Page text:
Compared to the June quarter, where the value of open tenders was widely distributed across the regions, September quarter activity was largely confined to the Brisbane (49% up from 27%) and Far North regions (15% up from 13%). A further 7% were located in Moreton North/Sunshine Coast (up from 4%), 6% in Central West (up from 1%), 5% in Mackay (down from 8%), with the remaining 18% spread amongst the remaining regions.
As with the June quarter, tender activity for residential projects during the September quarter was notably higher than the average for all projects. Average tender activity was also significantly higher in the Moreton South/Gold Coast and Brisbane regions with a number of projects attracting more than 20 tenderers.
[Back to top]
DPW Building Price Index
The Department of Public Works' Building Price Index (BPI) tracks price movement for typical Queensland Government buildings to a maximum of $50M.
The current index indicates there was no change in building cost movement in the September quarter 2011. Although there is not expected to be any price movement for the remainder of 2011, price rises are anticipated from March quarter 2012, with the Department forecasting quarterly increases of between 0.5% and 1.25% through to September quarter 2014.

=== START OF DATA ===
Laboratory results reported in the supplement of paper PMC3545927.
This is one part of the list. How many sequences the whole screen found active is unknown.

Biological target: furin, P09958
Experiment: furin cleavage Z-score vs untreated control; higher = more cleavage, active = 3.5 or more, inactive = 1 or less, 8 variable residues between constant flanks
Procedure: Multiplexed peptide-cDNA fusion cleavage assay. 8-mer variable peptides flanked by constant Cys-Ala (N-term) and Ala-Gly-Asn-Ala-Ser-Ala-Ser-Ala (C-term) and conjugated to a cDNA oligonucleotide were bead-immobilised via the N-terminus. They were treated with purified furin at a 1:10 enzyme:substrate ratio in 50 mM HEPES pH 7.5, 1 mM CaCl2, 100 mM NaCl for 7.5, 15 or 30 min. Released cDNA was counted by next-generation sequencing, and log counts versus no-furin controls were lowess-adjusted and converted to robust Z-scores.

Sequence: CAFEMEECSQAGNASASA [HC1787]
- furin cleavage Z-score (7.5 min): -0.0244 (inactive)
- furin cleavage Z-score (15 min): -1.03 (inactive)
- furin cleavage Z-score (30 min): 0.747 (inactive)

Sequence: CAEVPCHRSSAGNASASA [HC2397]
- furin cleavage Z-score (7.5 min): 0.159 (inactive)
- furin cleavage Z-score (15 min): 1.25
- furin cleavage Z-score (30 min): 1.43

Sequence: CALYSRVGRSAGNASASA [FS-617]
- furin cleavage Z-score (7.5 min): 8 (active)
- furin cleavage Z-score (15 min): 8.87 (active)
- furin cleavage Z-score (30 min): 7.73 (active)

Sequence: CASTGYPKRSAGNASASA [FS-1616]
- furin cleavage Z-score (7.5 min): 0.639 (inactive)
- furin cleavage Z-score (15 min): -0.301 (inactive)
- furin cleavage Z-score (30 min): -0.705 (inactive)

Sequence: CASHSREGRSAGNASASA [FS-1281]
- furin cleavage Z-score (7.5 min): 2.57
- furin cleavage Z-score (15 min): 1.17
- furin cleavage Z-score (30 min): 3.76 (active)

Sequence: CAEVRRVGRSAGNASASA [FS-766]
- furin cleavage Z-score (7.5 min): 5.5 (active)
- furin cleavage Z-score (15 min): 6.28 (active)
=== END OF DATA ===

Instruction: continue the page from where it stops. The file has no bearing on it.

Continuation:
[Back to top]
Building Materials Cost Comparison
During the September quarter 2011, the materials monitored by the Department of Public Works that increased in cost were, 200mm standard concrete block (19.8%), reinforcing steel mesh (14%), 25mpa concrete (7.8%) and F8 pine 90mm x 35mm (0.9%).
According to Reed Construction Data, the most significant cost increases between the September quarter 2010 and the September quarter 2011 were in reinforcing steel mesh (25.4%), 200mm standard concrete block (28.8%), mild steel sections - beams (10.7%), 25mpa concrete and F8 pine 90mm x 35mm (5.7%). During this same period, the there was no change in the cost of aluminium windows – fixed, float glass tinted - 4mm thick and face brick - settler range.
[Back to top]